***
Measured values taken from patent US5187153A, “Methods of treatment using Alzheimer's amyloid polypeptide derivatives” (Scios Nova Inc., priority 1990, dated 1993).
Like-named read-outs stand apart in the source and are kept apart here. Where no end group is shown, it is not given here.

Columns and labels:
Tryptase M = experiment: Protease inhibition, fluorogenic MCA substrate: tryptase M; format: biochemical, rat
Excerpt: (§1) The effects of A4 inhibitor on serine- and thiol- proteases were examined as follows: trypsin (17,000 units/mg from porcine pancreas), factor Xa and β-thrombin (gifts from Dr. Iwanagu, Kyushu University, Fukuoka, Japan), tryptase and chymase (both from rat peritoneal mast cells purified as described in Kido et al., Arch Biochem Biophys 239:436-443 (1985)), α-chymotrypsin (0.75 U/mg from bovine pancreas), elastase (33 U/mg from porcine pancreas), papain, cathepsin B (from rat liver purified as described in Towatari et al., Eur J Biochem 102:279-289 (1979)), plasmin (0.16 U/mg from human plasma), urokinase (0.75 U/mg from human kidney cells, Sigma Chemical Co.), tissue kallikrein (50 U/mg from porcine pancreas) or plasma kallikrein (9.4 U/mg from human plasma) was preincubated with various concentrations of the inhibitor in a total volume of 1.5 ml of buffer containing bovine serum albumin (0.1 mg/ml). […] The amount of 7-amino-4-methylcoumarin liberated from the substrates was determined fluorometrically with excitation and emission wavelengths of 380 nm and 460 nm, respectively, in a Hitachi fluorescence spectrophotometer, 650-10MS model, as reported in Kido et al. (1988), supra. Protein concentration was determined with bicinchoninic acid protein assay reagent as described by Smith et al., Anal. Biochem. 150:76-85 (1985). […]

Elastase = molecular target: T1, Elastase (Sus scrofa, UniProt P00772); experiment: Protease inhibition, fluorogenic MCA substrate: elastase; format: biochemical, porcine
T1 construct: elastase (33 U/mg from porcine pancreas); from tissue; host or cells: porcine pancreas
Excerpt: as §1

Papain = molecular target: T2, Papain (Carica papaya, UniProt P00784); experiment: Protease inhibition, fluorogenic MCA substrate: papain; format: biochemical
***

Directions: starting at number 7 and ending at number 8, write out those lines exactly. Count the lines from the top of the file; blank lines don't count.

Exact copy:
T1 construct: elastase (33 U/mg from porcine pancreas); from tissue; host or cells: porcine pancreas
Excerpt: as §1